How to Order Wine On a Date Like a Pro
Ordering drinks for you and a date from a wine list at a fancy—or even not so fancy—restaurant can be intimidating.
If you’ve experienced FOMOW (Fear Of Mis-Ordering Wine) on a date before, you’re not alone.
That’s why I sat down with Joseph Hernandez of Wine Enthusiast for a quick vino primer.
Read on for his tips on how to order wine on a date like a pro:
Okay. So. Wine. Let’s talk about it.
Wine is just grape juice, but fancy (and fermented).
Ultimately, drinking wine is about enjoying drinking wine—and frankly, you’re not at a restaurant or wine bar to talk about the nuances of oak or whether or not the tannins are to your liking. Especially on a date, this is a woo-ing opportunity, not a cram session for the Master Sommelier exam.
With that in mind, my first piece of wine advice is simple:
Relax, and take your time with the menu.
Ask your date what they’d prefer to drink. Ask your server what the restaurant is known for.
If you can narrow things down to either white, red or a little bubbly (and I don’t mean just champagne..we’re talking all sparkling wine), you’re already halfway there.
Red. White. Bubbles. What else?
Well, don’t forget about rosé!
From there, a quick glance at the wine list will tell you if the sommelier or the restaurant has a point of view.
If you see a lot of California wines, or more French wines than domestic, that tells you something.
They know something you don’t—ask and make it a conversation.
Any ordering shortcuts?
If you have had wines from certain regions and remember them, absolutely go ahead and ask for them.
The great regions—Bordeaux, Champagne, Barolo, Chianti Classico, the Mosel in Germany—are renowned because of their attention to quality over many generations.
Some of these winemakers are fifth, sixth generation vintners. They continue to do their family’s work, perfected back for sometimes even centuries.
What are you loving right now?
Places like Oregon, the Finger Lakes, Alsace and the Loire in France.
These are lighter bodied, higher acid wines, and usually pair beautifully with food. “Big” bodied wines with high alcohol are great for sipping without snacking—but with dinner, they tend to overpower the flavors of your meal.
These regions make for food-friendly sips.
Try to develop a general grasp of a region’s climate. Lots of people think that vintage is the be-all-end-all indicator of whether a wine is good. But frankly, if you’re not drinking insanely geeky, collectible wines, you’re better off ignoring the vintage.
Most wine is made to be consumed shortly after it’s bottled—especially whites.
Climate can help pinpoint the flavors you like much more precisely: If you ask your server to make a recommendation with phrases like “cool climate, white” (crisp, high acid, floral flavors) or “warm climate, red” (fuller bodied, juicier flavors), you’re way more likely to get what you want, and learn what you like over time.
Not to mention knowing specific regions or climates—even generally—definitely gives you some street cred with the sommelier and your date.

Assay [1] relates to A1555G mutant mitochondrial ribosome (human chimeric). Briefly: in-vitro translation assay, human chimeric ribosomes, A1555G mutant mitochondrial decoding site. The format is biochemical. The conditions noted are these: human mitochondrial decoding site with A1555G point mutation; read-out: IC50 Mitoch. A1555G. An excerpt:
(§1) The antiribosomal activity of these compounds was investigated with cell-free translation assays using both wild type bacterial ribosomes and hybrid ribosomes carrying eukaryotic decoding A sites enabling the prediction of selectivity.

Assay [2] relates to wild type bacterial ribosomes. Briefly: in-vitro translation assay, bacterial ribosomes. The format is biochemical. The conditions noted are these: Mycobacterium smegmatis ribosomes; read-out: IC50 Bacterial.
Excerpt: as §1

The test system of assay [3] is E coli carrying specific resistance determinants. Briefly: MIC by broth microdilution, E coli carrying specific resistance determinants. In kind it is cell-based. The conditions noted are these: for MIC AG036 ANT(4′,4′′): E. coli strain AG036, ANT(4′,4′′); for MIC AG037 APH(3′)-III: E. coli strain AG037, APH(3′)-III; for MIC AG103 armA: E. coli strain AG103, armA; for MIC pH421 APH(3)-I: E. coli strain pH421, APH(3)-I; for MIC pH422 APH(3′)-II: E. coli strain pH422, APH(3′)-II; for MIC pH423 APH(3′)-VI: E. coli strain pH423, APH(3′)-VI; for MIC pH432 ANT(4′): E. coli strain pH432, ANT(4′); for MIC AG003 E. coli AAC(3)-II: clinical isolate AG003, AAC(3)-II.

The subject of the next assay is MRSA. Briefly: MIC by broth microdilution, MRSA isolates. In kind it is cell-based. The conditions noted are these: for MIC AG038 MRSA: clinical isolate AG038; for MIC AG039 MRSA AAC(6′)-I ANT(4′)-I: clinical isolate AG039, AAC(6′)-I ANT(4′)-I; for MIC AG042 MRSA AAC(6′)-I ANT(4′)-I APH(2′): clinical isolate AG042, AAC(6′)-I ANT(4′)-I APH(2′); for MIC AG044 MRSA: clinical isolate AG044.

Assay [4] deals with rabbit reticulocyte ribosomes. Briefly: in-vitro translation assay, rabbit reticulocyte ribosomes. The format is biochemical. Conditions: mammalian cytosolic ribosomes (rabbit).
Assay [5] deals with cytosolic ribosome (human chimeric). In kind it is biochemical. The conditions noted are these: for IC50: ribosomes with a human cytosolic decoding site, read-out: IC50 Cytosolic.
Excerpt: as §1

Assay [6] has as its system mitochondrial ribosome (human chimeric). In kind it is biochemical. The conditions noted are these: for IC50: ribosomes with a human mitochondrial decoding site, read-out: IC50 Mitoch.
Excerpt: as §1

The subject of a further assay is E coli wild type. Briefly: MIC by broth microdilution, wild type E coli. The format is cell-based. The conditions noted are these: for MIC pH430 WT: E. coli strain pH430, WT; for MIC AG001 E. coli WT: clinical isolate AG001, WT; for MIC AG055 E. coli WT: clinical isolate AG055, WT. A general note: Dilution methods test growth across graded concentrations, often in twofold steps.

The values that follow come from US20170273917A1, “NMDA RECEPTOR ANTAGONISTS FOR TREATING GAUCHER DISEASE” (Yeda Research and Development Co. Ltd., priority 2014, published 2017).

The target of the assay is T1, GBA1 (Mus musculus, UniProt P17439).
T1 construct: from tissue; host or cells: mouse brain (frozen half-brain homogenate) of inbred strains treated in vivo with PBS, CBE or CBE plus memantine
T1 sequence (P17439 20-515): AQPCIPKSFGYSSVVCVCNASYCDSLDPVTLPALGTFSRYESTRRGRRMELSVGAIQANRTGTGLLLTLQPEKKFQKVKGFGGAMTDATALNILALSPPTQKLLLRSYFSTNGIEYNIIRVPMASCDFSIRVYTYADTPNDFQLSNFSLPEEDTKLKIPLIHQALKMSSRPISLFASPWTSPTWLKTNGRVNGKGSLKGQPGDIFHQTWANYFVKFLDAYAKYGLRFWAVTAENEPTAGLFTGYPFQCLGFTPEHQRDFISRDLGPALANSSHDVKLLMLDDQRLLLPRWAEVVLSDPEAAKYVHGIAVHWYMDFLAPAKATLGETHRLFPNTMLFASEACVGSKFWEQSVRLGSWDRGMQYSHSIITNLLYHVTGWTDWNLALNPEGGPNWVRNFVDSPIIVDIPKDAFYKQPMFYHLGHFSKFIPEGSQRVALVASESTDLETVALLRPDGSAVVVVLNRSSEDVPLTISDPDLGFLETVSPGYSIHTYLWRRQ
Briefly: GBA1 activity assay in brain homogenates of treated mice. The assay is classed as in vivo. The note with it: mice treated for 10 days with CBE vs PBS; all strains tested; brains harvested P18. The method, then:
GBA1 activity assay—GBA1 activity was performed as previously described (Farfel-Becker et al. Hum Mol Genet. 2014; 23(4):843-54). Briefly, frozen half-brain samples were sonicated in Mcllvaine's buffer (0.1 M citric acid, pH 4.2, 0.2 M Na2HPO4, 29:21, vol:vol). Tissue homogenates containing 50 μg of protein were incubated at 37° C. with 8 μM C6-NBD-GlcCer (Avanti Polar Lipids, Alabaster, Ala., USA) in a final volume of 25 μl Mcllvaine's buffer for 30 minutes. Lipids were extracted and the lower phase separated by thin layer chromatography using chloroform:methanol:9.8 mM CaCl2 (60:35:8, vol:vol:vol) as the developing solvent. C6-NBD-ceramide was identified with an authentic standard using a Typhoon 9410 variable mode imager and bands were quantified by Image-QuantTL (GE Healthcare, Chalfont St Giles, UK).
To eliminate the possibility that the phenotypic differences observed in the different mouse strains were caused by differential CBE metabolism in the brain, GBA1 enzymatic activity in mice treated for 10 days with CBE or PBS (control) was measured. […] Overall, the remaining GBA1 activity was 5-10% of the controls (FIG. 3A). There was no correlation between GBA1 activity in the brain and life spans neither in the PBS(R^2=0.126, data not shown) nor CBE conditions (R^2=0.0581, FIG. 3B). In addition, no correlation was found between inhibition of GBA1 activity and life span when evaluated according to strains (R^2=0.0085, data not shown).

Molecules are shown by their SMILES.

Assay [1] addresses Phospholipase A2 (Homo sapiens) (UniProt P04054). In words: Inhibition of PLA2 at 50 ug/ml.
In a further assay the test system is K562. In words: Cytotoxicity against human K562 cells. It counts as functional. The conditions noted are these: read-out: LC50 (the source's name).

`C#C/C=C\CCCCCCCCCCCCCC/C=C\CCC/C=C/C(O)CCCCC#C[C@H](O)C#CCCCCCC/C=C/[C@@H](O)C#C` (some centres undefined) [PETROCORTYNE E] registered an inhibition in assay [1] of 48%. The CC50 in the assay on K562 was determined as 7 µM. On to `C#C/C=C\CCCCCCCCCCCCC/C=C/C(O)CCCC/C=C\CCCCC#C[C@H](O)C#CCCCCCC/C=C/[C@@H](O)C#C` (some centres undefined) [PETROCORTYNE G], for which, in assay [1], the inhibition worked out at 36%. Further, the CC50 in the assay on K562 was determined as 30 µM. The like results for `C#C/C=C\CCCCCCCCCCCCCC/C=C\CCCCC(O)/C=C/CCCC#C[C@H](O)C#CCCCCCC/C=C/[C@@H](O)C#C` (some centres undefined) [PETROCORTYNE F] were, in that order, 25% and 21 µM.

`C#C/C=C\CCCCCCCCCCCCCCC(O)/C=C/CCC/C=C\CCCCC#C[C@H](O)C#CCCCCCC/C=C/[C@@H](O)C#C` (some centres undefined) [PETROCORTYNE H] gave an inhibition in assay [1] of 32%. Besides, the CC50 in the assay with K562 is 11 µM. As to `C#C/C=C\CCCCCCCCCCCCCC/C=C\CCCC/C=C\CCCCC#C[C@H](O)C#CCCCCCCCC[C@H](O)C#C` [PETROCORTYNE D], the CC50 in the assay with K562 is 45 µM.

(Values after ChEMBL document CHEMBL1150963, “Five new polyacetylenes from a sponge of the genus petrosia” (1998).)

Wine list perusal: Check. What now?
If a specific bottle on the list catches your eye, ask the server to tell you about it.
Either they’ll know a bit or they’ll bring the sommelier over. A great sommelier knows the list backwards and forwards, in no small part because they probably put it together themselves.
Don’t worry about asking stupid questions, as any sommelier worth their salt will want you to enjoy the wine they’re pouring you.
And if you still don’t know what to order?
Just ask the server or sommelier what they are drinking these days, or what they’re excited about on the list.
And make ordering wine be about the food: You’re there to eat, most likely (or you should eat something, anyway), and wine is nothing if not the best flavor enhancer.
Be specific about what you like. “I want a big red” tells your server nothing, but “I love inky, spicy Cabernets” is much more helpful and gets you closer to a wine you’ll enjoy.
Be thinking about the adjectives you use to describe bottles you really enjoy, which will help get you to your perfect pour.
Order by the bottle or by the glass?
By-the-glass lists are great for exploring the wine list, and the wines are usually opening up, which basically means evolving to its true taste after exposure to open air.
You’re well within your rights to ask for a taste of one or two wines if you have an idea of what you like, but don’t push it.
And be aware that by-the-glass wines typically have a higher mark-up than bottles.
Consider asking for an affordable bottle of something similar that pours 4-6 glasses, if the by-the-glass pick is a bit rich for your blood.
If you’re worried about cost but don’t want to look cheap, point to a bottle within your budget with your forefinger and its price with your pinky. Tell the server you’re looking for a wine similar to that pick with your meal, and solicit their recommendations.
They’ll be able to discretely guide you to a similarly priced bottle that will make for a better pairing.
Any other rules guys should be aware of?
Never sniff the cork.
It’s a newbie move and doesn’t tell you anything about the wine.
You should give the glass a quick swirl and sniff, though.
If the wine smells “off” (like, say, wet cardboard or newspaper), it’s corked (i.e. not something you want to drink).
You can refuse the bottle if you think it’s spoiled, but don’t send it back just because you don’t like it. That move officially makes you a jerk. Your server won’t like it—and your date likely won’t be into it either.
Got a go-to wine? Share your favorites with me on Twitter!